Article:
Dr. Paul Auerbach is the world's leading outdoor health expert. His blog offers tips on outdoor safety and advice on how to handle wilderness emergencies.See all posts »
As noted in the Publisher's Preface by Vance G. Martin, President of the International Wilderness Leadership (WILD) Foundation, wilderness is essential to a well-balanced natural resource program, because we need wild places with naturalness and solitude, where biological evolution can proceed to produce the genetic diversity upon which all life and societies are built. True wilderness areas are under enormous pressure, and if we are to begin to understand how to protect them, we first must understand how they evolved, what they are and their role internationally in the structure and function of nature. Mr. Martin appropriately notes that this book is meant for everyone who is concerned about wilderness - land managers, scientists, wilderness users, teachers, students, citizens, environmentalists, natural-resource developers, outfitters and guides, consultants, planners and policy makers worldwide. Everyone has a stake in the future of wilderness.
The book is endorsed by luminaries from the National Park Service, U.S. Department of the Interior; The Wilderness Society; Bureau of Land Management; The Wilderness Foundation (South Africa); National Wildlife Refuge System; U.S. Forest Service, U.S. Department of Agriculture; and the WILD Foundation.
I am going to quote from the Author's Preface:
The book's specific objectives are:
1. To describe the evolution of the U.S. National Wilderness Preservation System: its philosophical, historical, and legal origins; its current size, number of areas, and distribution; and its probable future. We also describe state wilderness in the United States and some wilderness systems in other countries.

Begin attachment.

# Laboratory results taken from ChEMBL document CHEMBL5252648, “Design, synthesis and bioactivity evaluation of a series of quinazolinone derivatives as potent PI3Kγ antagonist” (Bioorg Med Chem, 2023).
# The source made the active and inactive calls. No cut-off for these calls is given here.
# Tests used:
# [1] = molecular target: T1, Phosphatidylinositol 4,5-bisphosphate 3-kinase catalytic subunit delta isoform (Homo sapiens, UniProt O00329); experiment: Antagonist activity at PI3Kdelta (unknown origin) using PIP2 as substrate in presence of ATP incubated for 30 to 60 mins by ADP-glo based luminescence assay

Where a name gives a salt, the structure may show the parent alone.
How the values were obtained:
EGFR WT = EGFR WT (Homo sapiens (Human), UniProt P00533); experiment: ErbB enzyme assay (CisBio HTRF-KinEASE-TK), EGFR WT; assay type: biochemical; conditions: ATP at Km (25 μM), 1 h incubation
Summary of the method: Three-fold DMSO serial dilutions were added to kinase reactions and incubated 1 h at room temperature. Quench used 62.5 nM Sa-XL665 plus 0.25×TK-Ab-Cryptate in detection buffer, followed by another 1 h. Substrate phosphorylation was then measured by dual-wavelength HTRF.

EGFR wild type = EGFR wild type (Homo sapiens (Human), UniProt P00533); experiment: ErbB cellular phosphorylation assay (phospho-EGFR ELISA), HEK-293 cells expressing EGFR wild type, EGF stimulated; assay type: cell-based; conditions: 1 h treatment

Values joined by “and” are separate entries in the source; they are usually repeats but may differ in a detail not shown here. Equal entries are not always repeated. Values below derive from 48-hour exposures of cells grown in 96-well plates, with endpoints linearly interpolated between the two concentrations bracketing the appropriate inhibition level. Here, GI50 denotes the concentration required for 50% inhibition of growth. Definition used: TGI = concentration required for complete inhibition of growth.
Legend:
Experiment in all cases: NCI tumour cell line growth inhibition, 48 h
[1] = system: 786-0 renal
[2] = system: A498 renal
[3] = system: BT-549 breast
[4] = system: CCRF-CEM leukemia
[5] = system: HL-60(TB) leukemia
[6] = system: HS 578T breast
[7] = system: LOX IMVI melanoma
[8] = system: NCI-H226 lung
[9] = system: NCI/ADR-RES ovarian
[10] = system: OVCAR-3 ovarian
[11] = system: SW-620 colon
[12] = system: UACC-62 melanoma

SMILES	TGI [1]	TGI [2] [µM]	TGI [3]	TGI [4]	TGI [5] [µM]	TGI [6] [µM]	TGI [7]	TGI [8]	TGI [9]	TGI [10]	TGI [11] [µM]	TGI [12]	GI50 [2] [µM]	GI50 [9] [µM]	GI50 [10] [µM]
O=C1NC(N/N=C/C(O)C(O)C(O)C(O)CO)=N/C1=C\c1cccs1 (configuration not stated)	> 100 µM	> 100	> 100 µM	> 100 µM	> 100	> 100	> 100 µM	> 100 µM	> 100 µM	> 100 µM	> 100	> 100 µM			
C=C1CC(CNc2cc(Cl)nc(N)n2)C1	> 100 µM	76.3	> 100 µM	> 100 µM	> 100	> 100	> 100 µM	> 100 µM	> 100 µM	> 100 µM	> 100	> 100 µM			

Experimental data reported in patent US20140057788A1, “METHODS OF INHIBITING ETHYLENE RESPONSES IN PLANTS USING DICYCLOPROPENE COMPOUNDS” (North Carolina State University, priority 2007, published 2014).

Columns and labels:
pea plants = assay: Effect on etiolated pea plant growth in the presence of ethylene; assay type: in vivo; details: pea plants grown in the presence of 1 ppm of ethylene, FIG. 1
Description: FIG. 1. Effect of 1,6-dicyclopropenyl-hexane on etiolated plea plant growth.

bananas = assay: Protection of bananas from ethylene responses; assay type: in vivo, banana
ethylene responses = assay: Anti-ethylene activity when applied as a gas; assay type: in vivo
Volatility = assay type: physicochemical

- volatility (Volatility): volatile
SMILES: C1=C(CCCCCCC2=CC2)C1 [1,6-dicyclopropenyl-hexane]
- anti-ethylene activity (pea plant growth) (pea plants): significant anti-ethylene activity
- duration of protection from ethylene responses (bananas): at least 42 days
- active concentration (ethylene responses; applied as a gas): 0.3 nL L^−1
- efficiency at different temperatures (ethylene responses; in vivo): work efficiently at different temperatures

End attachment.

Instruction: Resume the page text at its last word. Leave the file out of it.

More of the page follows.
2. To provide a common reference for managers, students, scientists, educators, and citizens, who must work together to steward the U.S. National Wilderness Preservation system, state wilderness systems, and wilderness in other countries to protect their resources and values.
3. To propose principles and concepts from which management policy and actions to preserve wilderness might be derived and to describe current wilderness management approaches, policies, procedures, and techniques.
4. To introduce readers to pressing wilderness management issues, impacts, the implications of alternative methods of dealing with them, pertinent literature, current problems, solutions, and research.
5. To describe differences and interrelationships between wilderness designation and wilderness management and between management of wilderness and management of contiguous non-wilderness lands.
The book is divided into the following sections:
1. The Setting
2. U.S. Legal Authority and Process for Wilderness
3. Wilderness Management and Planning Concepts
4. Wilderness Resources, Values, and Threats to Them
5. Wilderness Uses and Their Management
6. The Future
This book in various editions has been available for 30 years, and for very good reason. I highly recommend it.
Tags: Wilderness Management, wilderness stewardship, wilderness, wilderness medicine, outdoor medicine, healthline
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